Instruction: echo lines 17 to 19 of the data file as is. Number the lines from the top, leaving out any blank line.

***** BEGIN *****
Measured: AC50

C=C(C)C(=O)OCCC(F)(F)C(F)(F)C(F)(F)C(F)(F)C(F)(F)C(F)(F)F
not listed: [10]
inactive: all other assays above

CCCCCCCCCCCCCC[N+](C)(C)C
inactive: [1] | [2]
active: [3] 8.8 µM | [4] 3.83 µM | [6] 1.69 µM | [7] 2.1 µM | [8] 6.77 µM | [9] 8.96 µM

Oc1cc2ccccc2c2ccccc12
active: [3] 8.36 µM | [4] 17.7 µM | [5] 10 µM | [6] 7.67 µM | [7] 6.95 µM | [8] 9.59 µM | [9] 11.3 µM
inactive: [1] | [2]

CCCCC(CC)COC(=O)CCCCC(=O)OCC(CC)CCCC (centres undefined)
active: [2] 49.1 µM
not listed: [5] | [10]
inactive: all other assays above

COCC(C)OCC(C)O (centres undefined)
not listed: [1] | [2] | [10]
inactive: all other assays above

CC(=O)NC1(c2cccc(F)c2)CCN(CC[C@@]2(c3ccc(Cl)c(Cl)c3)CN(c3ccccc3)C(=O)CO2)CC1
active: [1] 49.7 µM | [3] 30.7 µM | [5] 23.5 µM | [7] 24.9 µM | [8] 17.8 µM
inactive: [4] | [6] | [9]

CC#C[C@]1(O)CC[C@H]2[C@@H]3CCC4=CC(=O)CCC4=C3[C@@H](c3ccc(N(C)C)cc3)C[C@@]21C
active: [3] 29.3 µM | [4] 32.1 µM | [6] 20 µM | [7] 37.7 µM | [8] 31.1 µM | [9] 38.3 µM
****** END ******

inactive: all other assays above

CC(=O)NC1(c2cccc(F)c2)CCN(CC[C@@]2(c3ccc(Cl)c(Cl)c3)CN(c3ccccc3)C(=O)CO2)CC1
active: [1] 49.7 µM | [3] 30.7 µM | [5] 23.5 µM | [7] 24.9 µM | [8] 17.8 µM